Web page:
Figure 18.3 Development of a hair and a sebaceous gland. A. 4 months. B. 6 months. C. Newborn.
peripheral cells become cuboidal, giving rise to the epithelial hair sheath (Fig. 18.3, B and C).
The dermal root sheath is formed by the surrounding mesenchyme. A small smooth muscle, also derived from mesenchyme, is usually attached to the dermal root sheath. The muscle is the arrector pili muscle. Continuous proliferation of epithelial cells at the base of the shaft pushes the hair upward, and by the end of the third month the first hairs appear on the surface in the region of the eyebrow and upper lip. The first hair that appears, lanugo hair, is shed at about the time of birth and is later replaced by coarser hairs arising from new hair follicles.
The epithelial wall of the hair follicle usually shows a small bud penetrating the surrounding mesoderm (Fig. 18.3C). Cells from these buds form the sebaceous glands. Cells from the gland degenerate, forming a fatlike substance secreted into the hair follicle, and from there it reaches the skin.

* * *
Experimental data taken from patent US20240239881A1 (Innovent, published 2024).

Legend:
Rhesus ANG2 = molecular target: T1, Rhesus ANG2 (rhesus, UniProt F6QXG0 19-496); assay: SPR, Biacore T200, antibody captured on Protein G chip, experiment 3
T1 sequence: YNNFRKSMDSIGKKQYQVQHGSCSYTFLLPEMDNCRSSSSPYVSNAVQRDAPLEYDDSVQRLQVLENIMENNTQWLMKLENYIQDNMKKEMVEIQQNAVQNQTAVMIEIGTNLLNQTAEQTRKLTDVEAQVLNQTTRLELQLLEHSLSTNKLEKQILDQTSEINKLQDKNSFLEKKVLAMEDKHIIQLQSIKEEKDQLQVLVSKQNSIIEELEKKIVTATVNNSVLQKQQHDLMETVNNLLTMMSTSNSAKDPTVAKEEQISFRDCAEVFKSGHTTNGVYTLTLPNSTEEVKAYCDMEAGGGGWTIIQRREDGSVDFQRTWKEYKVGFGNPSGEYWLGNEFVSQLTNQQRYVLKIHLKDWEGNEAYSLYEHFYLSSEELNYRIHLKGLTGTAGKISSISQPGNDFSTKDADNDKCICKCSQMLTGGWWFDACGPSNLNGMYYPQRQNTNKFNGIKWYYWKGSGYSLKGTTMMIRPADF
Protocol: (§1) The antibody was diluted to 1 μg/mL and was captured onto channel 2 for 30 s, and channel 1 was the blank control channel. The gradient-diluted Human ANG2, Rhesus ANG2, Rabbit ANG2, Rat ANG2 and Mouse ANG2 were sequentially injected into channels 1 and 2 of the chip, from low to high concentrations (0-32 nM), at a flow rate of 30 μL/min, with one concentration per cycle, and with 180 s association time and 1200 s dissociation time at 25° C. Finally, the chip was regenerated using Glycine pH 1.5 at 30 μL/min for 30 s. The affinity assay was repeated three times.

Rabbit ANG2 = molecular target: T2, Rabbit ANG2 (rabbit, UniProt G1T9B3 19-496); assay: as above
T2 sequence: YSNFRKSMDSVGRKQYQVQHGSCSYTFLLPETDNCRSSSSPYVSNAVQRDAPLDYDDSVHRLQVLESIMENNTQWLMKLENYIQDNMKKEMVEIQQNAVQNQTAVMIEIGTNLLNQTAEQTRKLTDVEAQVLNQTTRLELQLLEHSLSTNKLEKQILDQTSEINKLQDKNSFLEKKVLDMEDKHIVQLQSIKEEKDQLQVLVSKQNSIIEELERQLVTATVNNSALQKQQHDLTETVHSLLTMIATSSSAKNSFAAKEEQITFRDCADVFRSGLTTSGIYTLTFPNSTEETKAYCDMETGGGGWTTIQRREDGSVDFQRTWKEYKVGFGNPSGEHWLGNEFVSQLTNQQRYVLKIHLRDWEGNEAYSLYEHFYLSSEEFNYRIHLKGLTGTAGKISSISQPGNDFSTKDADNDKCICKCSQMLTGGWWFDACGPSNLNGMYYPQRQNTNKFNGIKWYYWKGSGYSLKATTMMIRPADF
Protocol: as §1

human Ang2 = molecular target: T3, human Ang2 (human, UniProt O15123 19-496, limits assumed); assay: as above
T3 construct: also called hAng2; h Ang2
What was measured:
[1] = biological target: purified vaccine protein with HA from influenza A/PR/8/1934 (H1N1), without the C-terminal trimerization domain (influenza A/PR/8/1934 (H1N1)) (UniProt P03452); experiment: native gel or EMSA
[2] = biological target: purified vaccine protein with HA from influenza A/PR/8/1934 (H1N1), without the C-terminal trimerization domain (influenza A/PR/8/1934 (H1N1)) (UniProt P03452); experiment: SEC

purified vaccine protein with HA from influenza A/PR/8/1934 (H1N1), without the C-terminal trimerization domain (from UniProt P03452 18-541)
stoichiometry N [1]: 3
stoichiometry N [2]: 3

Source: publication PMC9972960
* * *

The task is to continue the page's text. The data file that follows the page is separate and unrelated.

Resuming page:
CLINICAL CORRELATES Abnormalities of Hair Distribution
Hypertrichosis (excessive hairiness) is caused by an unusual abundance of hair follicles. It may be localized to certain areas of the body, especially the lower lumbar region covering a spina bifida occulta defect or may cover the entire body.
Atrichia, the congenital absence of hair, is usually associated with abnormalities of other ectodermal derivatives, such as teeth and nails.
Was this article helpful?
The best start to preventing hair loss is understanding the basics of hair what it is, how it grows, what system malfunctions can cause it to stop growing. And this ebook will cover the bases for you. Note that the contents here are not presented from a medical practitioner, and that any and all dietary and medical planning should be made under the guidance of your own medical and health practitioners. This content only presents overviews of hair loss prevention research for educational purposes and does not replace medical advice from a professional physician.